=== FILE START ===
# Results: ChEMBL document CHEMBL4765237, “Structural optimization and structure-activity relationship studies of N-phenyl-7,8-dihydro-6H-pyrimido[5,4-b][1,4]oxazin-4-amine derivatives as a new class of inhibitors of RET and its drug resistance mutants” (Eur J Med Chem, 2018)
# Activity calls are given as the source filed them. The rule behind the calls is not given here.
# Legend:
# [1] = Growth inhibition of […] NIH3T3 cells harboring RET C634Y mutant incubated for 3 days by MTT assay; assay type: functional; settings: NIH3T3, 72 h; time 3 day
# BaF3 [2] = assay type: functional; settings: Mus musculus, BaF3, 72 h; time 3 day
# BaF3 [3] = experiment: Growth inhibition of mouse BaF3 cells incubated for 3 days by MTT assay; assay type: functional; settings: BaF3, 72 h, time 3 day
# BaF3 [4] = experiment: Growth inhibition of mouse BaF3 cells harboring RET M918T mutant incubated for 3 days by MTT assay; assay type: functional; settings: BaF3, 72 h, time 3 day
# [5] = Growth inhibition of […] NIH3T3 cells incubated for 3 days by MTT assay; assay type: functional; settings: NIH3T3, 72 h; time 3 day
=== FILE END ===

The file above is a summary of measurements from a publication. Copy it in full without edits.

# Results: ChEMBL document CHEMBL4765237, “Structural optimization and structure-activity relationship studies of N-phenyl-7,8-dihydro-6H-pyrimido[5,4-b][1,4]oxazin-4-amine derivatives as a new class of inhibitors of RET and its drug resistance mutants” (Eur J Med Chem, 2018)
# Activity calls are given as the source filed them. The rule behind the calls is not given here.
# Legend:
# [1] = Growth inhibition of […] NIH3T3 cells harboring RET C634Y mutant incubated for 3 days by MTT assay; assay type: functional; settings: NIH3T3, 72 h; time 3 day
# BaF3 [2] = assay type: functional; settings: Mus musculus, BaF3, 72 h; time 3 day
# BaF3 [3] = experiment: Growth inhibition of mouse BaF3 cells incubated for 3 days by MTT assay; assay type: functional; settings: BaF3, 72 h, time 3 day
# BaF3 [4] = experiment: Growth inhibition of mouse BaF3 cells harboring RET M918T mutant incubated for 3 days by MTT assay; assay type: functional; settings: BaF3, 72 h, time 3 day
# [5] = Growth inhibition of […] NIH3T3 cells incubated for 3 days by MTT assay; assay type: functional; settings: NIH3T3, 72 h; time 3 day